Prince George’s County Courthouses
The Prince George’s County Courthouse dates back almost 300 years. It started out as a one-room court in Charles Town, which was the original county seat for Prince George’s County. In 1721, as the population grew, the county seat, along with the court, moved to Marlborough (eventually Upper Marlboro). Over the years, through many additions and improvements, the complex grew to the present campus at 14735 Main Street in Upper Marlboro, MD. It now includes conference rooms and offices on the first floor of the County Administration Building on Governor Oden Bowie Drive; a three-wing main courthouse building on Main Street, which houses the District and Circuit Courts; and a Circuit Court Annex located on Elm Street between the main courthouse and the County Administration Building.
Prince George’s County Court is “A Fair Forum for Justice” made up of several different branches that offer various services to the citizens of PG County. The Circuit Court holds jury and non-jury trials for civil and criminal cases, plus oversees juvenile and family matters. The District Court holds non-jury criminal and civil trials, handles tenant-landlord actions, oversees traffic offenses, and issues peace orders and domestic violence protection.
There are two District Court locations in Prince George’s County; one in Upper Marlboro as well as one in Hyattsville. The Orphan’s Court is a probate court that handles estates and the guardianship of minors. The Clerk of the Circuit Court maintains and manages the records of cases in the Circuit Court, oversees civil marriages and issues marriage and other licenses, and handles passport applications. The Court of Special Appeals handles appeals from the Circuit Court. The Court of Appeals, Maryland’s high court, hears appeals in cases with unique legal issues. The Register of Wills determines and collects probate fees and inheritance taxes, is the office of the Clerk to the Orphan’s Court, and oversees estate filings.
The Honorable Sheila R. Tillerson Adams is the Administrative Judge for the Seventh Judicial Circuit and the Circuit Court for Prince George’s County. Part of her job is to develop and implement long- and short-term plans for the Circuit Court of Prince George’s County and to oversee its daily operations. She is also supervisor of the county administrative judges in the circuit courts of Charles, Calvert, and St. Mary’s counties.
There are 23 active judges in the Circuit Court of Prince George’s County. Because of the high volume of cases the courts hear each year, magistrates and recalled judges handle some matters. Magistrates, appointed by the Circuit Court, hear cases that involve paternity, child support, child custody, divorce, and juvenile delinquency but do not issue final court orders; masters make recommendations to the judges. Recalled judges are retired judges who work as needed and have the same authority to hear cases and decide matters as active judges.
There is one jury session each year in Prince George’s County that runs from January through December. Jury prospects are selected from voter registration and motor vehicle rolls.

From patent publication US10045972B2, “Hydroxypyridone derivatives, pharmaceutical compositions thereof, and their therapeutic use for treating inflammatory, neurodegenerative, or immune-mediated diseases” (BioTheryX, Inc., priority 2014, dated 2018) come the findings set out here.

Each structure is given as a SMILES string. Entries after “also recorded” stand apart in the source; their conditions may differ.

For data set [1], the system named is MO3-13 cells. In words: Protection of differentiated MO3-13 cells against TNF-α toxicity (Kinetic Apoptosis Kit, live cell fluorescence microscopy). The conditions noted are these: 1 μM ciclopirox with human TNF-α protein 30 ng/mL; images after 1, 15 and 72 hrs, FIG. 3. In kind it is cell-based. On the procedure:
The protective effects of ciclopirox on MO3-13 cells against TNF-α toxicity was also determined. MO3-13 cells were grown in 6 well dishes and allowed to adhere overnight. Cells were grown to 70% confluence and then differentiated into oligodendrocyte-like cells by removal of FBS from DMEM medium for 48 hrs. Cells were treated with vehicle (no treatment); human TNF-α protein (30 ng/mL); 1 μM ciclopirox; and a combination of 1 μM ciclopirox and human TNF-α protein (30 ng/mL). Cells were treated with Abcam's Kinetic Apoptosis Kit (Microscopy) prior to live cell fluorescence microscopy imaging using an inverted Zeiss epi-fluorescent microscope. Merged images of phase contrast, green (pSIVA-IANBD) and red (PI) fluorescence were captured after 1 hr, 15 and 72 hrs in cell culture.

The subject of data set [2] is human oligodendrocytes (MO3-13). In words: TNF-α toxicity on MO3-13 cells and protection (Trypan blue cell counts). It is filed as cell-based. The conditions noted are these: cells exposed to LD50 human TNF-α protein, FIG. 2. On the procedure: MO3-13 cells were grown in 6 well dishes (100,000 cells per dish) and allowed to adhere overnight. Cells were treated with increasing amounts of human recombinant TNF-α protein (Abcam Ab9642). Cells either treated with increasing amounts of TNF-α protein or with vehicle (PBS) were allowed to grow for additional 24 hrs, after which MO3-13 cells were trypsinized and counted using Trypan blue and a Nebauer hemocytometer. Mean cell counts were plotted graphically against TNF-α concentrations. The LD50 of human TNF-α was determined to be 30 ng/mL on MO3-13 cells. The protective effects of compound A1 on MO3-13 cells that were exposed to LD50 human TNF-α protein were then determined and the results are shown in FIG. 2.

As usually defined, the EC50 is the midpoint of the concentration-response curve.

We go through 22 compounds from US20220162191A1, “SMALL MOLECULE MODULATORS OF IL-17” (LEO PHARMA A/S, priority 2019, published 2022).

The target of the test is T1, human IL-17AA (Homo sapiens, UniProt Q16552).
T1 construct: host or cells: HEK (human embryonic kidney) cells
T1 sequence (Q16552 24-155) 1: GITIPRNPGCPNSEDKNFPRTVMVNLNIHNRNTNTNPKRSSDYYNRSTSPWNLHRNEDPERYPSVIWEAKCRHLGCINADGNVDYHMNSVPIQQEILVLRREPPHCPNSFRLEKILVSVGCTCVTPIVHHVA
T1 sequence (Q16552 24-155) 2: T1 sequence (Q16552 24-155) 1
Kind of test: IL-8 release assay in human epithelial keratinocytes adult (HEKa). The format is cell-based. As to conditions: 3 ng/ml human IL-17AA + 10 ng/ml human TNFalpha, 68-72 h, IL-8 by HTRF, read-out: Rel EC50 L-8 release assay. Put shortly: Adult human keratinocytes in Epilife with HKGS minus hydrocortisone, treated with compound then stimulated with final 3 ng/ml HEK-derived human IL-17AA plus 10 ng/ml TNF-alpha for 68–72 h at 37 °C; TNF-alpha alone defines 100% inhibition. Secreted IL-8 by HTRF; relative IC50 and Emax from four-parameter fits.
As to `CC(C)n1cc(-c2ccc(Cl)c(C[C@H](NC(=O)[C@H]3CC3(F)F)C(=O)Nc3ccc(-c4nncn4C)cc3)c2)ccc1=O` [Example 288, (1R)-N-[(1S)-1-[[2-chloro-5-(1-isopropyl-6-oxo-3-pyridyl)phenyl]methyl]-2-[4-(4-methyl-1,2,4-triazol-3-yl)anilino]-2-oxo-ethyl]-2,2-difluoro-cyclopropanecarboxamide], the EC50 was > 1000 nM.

In addition to courtroom services, Prince George’s County Courts provide a number of other related services to citizens. The Lawyer Referral department helps people with legal representation and advice, allowing individuals to get answers to a few questions and even retain full legal counsel. Family Support Services provides help with psychological evaluations, domestic violence screenings, and mediation, among other services. The Paralegal Division provides advice to attorneys and to people representing themselves in family law matters. There’s also a Transcript Center, a Children’s Waiting Room, Family Law Orientation Center, an Interpreter Center, a Lactation Center, and a Family Division Information Center.
Getting to the Courthouse Campus
Many people drive to the many buildings that make up the main courthouse campus. Below are brief driving instructions:
- From I-495 (the Capital Beltway) and points north, take exit 11A to MD Route 4, Pennsylvania Avenue South. Proceed about nine miles past Woodyard Road, Ritchie-Marlboro Road, and Crain Highway to the Upper Marlboro exit (if you reach the exits 301 North/South, you’ve gone too far).
- From Calvert County, follow MD Route 4 North, just past the MD Route 301 North/South exits. Take the next exit to Upper Marlboro.
- From Charles County, follow MD Route 301 North and exit onto MD Route 4/Pennsylvania Avenue North. Do not merge onto Route 4. Stay on the exit ramp to enter Upper Marlboro.
You can park in any of the free satellite parking lots that have free shuttle service to the courthouse, or you can use the metered lots in front of and next to the courthouse. Public transportation includes the Washington Metropolitan Area Transit Authority, Metrobus/Metrorail, Metro Access, and The Bus.
The second District Court location is located at 4990 Rhode Island Avenue in Hyattsville, Maryland. Many DUI-related cases may be heard at this location, which is easily accessible by Metrorail and the Bus. The Hyattsville location also features free garage parking.